This report compares 3 different languages (D, Odin and Zig) and analyzes their suitability for building a Human Embodied Autonomous Thermostat (HEAT) system that uses the face temperature of human occupants to control the buildings’ air temperatures. Performance, reliability and security are emphasized, and a conclusion is given to suggest which language is more favorable.
As described on their official websites, D is a general-purpose programming language with static typing, systems-level access, and C-like syntax. The Odin programming language is designed with the intent of creating an alternative to C with the goals of simplicity, high performance, built for modern systems and joy of programming. Zig is a general-purpose programming language and toolchain for maintaining robust, optimal, and reusable software.
Performance is one of the key aspects we need to consider, as the sensor nodes with cameras typically have limited CPU and RAM sources as compared with the central server. The D language markets itself as “write fast, read fast and run fast”. It offers inline assemble, direct access to hardware, explicit memory allocation control and direct native code generation. Odin has a big highlight on performance. For example, procedure parameters are considered to be immutable. This allows Odin to automatically optimize how procedure values are passed. If it is more efficient to pass them by value or more efficient to pass them as an immutable pointer internally, and it does not matter from a user perspective. Zig claims to be “faster than C”. For example, the reference implementation uses LLVM as a backend for state of the art optimizations, and “Link Time Optimization” is enabled by default. For native targets, advanced CPU features are enabled. Zig also directly exposes a SIMD vector type, making it easy to write portable vectorized code.
As a system which runs 24-hour, we expect great reliability on the language, and hope it is able to handle runtime errors without breaking the system. C, for example, suffers a lot on this, as an undefined dereference of a pointer can easily crash the program. Thus, we are interested in how well these languages handle exceptions. In D language, exception handling is done with the try-catch-finally statement. One thing worth mentioning is that, in contrast to most other programming languages, even if an exception is raised in the finally statement and is not caught, it will be automatically chained to the previous exception, so that it can be caught eventually. This brings a big reliability advantage over other languages. However, Odin couples exceptions to a control structure, since it believes try-catch finally complicates the understanding of the program. Odin uses plain error handling through the use of multiple return values. And, it is clear to check which procedure the error value is from. In Zig, pointers cannot be null, so there is no chance at all of null references which are the source of many runtime exceptions. Errors are values which may not be ignored, and must be handled by a single catch statement.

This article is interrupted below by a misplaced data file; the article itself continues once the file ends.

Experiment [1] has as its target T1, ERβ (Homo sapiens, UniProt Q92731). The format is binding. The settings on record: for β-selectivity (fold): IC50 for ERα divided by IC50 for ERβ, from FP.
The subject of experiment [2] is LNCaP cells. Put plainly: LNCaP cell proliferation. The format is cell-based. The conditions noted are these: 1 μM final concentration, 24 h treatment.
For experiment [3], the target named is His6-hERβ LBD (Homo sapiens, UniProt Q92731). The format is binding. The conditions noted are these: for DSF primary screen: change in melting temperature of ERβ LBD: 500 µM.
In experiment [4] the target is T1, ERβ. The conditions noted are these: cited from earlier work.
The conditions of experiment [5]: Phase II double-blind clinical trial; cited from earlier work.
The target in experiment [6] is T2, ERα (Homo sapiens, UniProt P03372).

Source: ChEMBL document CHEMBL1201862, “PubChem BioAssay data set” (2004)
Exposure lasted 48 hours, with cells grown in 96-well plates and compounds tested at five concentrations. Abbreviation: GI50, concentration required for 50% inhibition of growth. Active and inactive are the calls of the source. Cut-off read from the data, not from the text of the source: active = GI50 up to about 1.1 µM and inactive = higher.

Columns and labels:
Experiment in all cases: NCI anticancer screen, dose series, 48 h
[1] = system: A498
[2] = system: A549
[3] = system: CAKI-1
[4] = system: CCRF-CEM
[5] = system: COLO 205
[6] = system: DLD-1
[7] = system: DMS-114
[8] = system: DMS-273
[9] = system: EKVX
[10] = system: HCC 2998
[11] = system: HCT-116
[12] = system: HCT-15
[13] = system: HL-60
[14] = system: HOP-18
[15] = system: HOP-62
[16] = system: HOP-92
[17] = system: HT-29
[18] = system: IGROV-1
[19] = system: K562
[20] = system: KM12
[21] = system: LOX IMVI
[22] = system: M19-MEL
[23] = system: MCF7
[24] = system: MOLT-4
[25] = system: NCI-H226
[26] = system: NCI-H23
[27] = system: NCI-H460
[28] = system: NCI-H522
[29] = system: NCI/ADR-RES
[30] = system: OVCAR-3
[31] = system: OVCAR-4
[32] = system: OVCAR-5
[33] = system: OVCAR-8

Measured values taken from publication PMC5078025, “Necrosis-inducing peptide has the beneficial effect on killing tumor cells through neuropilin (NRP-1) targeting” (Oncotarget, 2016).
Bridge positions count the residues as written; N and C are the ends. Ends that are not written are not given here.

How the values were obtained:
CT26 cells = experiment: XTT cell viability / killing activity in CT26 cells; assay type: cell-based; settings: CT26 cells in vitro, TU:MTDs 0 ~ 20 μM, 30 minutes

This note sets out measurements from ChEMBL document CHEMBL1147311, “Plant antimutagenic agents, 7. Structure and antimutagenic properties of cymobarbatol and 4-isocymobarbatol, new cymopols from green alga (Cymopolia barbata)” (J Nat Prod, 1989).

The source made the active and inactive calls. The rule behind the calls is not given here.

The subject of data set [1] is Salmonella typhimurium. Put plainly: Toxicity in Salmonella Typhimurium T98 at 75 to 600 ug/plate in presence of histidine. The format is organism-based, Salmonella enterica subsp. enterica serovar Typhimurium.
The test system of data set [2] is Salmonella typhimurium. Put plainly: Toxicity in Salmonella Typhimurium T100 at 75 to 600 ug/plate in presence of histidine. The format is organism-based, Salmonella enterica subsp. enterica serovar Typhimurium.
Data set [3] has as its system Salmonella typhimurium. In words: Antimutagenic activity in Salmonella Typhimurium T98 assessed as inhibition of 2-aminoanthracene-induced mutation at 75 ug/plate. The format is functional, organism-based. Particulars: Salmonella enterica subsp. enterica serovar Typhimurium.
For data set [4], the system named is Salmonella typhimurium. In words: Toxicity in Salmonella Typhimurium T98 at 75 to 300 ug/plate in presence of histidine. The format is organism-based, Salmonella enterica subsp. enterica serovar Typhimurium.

EASY TO AUDIT
Simplicity and readability are important, since big customers such as prisons and intelligent offices may want to audit our program prior to deployment. Zig promotes code maintenance and readability by making all control flow managed exclusively with language keywords and function calls. Zig’s entire syntax is specified with a 500-line grammar file. There is no hidden control flow, no hidden memory allocations, no preprocessor, and no macros. Most importantly, this implies that calls to functions are guaranteed, and if the code does not look like it is jumping away to call a function, then it is not, without needing to know the types of anything. This is a huge advantage over the other two languages, as though both D and Odin brings readability and simplicity to C in terms of syntax, they do not have those kind of features.
The language must be able to run on the hardware natively, without the help of third-party libraries or operating systems as they may introduce additional safety concerns. D language, as stated by the official, keeps standalone in mind at design time and enables programmers to build efficient, lightweight and standalone programs, which is ideal for our needs. Unfortunately, no information about Odin or Zig on their feasibility of writing standalone programs is found, so the only option left is D on this aspect.
We are interested in whether or not the language is optimized for running on embedded systems at design time, so it may be adopted in commercial field. D is a high level language, but retains the ability to write high performance code and interface directly with hardware. This allows us to interact with devices such as sensors and cameras directly. Odin offers high control over memory layout which allows more direct hardware access. Neither Odin nor Zig provides clear indication on their support on direct hardware access, in contrast to D. Also, no information on all three languages about the existence of their application on IoT and embedded devices are found through Internet search, so it is difficult to make a conclusion here.
The D language may be the best option for building our system, at least based on our short-time Internet research. All 3 languages claim superior performance, but D has a reliability advantage due to its unique exception handling. D is also the only language which claims to be able to build standalone softwares and allows programmers to write interfaces for interacting with hardwares such as sensors and cameras directly, which satisfies our requirement. Odin and Zig, unfortunately, does not meet our needs for building a commercial embedded system, though they have some other advantages such as code simplicity.